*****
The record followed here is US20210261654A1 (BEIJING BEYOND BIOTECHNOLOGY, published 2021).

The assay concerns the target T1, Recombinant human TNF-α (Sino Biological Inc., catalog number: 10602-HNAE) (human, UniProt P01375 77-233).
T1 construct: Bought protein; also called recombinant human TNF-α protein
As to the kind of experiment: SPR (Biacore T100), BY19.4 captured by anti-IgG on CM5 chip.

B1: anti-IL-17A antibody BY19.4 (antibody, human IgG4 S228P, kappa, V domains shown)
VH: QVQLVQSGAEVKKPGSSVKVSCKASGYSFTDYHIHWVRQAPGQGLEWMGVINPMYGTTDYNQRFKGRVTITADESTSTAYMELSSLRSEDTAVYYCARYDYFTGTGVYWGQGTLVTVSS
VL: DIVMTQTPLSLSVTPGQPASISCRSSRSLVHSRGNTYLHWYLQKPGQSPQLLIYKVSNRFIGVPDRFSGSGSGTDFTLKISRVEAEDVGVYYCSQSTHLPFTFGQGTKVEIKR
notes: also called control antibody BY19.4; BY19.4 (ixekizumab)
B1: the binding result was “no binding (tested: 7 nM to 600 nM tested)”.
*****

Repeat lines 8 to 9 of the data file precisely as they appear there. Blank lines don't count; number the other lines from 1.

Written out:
notes: also called control antibody BY19.4; BY19.4 (ixekizumab)
B1: the binding result was “no binding (tested: 7 nM to 600 nM tested)”.